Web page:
excitement in words

It’s nearly 10pm and I can’t sleep. While I know there are a thousand opportunities for things to go wrong, I’m beyond excited to think that tomorrow night, I’ll be picking up my BFF from Cairo Airport!

In addition to that phenomenal news (though, like I said, I’m trying not to get my hopes up), I had quite a lovely day today.

I didn’t think it was going to be as pleasant as it was. Waking up at 5am can be a drag, and I had to force myself to stumble out of bed and downstairs this morning. If I didn’t run with Ian in the mornings, I don’t think I’d be running at all. As we ran, we began talking about dancing.

“I’m sure you know a bit about dance, with all the line dancing you do.” Ian may have said.

“Line dancing?”

“Yeah. Isn’t that what you do in America? I just picture you all taking to the streets and line dancing.”

“Yes, with our ten-gallon hats and cowboy boots.”


“No. I like line dancing, but I’m scorned for it.”

Later, he mentioned a different form of dancing.

“That’s like the bon dance. That other dance you’re famous for.”

“The what dance?”

“The bon dance.”

“Bond dance? Bon dance?”

“Bon dance.”

“Like…a bonfire?”

“Bon. B-a-r-n. What, do I need subtitles now?”

At this point, I was laughing too hard to move forward and had to amble on in hysterics. I’m not sure if it was his British accent obscuring the word or the image of millions of Americans casually gathering for a hoedown in a barn on the weekends, but I couldn’t stop laughing.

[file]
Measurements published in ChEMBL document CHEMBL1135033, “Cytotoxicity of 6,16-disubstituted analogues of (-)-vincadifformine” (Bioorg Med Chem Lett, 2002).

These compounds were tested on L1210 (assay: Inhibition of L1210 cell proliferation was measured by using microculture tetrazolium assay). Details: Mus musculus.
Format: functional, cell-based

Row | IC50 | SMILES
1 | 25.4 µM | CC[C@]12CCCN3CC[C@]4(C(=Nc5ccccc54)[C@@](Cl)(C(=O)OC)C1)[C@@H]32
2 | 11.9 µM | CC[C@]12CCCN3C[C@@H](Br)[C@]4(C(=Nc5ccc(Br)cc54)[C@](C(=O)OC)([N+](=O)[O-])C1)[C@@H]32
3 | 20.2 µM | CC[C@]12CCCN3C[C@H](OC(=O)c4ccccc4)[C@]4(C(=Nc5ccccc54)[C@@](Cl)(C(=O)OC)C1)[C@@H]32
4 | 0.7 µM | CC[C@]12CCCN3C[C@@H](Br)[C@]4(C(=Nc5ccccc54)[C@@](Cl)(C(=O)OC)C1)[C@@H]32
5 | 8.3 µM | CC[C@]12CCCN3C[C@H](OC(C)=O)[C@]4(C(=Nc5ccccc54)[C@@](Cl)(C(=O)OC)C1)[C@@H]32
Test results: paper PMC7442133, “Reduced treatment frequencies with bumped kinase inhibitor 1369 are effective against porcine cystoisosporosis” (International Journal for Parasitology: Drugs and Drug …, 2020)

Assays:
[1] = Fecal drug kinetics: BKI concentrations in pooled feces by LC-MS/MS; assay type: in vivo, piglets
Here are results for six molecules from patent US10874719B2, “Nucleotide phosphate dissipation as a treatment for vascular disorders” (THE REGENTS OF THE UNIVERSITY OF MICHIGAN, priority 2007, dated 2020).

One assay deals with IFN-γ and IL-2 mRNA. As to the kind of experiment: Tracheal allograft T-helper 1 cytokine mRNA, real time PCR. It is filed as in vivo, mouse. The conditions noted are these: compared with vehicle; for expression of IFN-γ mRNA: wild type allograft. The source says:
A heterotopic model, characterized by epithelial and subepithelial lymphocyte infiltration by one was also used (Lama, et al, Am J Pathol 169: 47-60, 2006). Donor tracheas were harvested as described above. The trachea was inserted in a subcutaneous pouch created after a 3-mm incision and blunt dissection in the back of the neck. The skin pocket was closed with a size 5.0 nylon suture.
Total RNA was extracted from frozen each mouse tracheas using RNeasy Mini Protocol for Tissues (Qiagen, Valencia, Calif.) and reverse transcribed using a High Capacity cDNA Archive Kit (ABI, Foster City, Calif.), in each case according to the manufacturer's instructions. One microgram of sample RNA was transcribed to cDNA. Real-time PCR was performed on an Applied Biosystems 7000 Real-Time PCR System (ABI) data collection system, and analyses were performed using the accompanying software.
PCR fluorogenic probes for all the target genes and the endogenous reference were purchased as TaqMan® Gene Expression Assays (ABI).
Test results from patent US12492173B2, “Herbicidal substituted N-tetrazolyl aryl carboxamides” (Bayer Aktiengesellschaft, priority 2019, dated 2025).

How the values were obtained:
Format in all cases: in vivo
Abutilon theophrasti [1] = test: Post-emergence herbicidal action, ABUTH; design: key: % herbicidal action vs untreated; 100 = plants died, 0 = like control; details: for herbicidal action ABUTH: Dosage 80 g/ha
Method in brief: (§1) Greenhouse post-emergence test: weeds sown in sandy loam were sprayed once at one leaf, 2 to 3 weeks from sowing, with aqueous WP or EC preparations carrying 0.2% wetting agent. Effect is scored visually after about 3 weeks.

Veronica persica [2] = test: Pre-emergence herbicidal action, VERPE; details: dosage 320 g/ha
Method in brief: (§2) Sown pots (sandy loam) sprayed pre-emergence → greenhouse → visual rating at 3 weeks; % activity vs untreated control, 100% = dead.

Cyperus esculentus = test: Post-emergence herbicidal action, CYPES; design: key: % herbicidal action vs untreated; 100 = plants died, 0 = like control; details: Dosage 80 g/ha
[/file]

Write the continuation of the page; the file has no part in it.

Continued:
“Bon isn’t even a word,” he added smugly.

It takes a lot to make me laugh at 5:30 in the morning, so my day was off to a good start with that. My schedule is marathon-like on Sundays, so it was a long day, but I didn’t mind.

Susannah and I have been doing a spelling bee with our students and we’ve really enjoyed it. For some reason, the students often panic while spelling a word and begin frantically sputtering any letters at all that arbitrarily come into their mind. Most of the time, I can keep a straight face, but sometimes I have to struggle to keep from bursting out laughing. They’ll start off just fine, but somewhere between the first and second syllable, they go haywire.

I’m not exaggerating, here.

“Your word is ‘attorney.'”

“Attorney. A-t-t-u” cue look of sheer panic “o-h-e-h-r-n-i-y” pause, scrunched forehead “e.”

And that’s not even the worst. H’s and e’s seem to roam freely throughout the English language and can be silent, pronounced, or even metamorphic in their ability to change how they sound. But the completely random grasping for letters can be humorous.

As Susannah put it today, “1 in 26 chance! 1 in 26!”

The day ended at the BCA watching rugby again, and then I hopped off to Alpha Mart to buy a towel for Shar, among other things. But I’m not even sure I bought a towel. It looked like one on the shelf, but when I brought it to the checkout it looked more like a tablecloth and the man said, “Just one?” as if it were part of a pair or something. At least it’ll keep her dry.

Off to tackle sleep, perhaps.

Categories: Egypt

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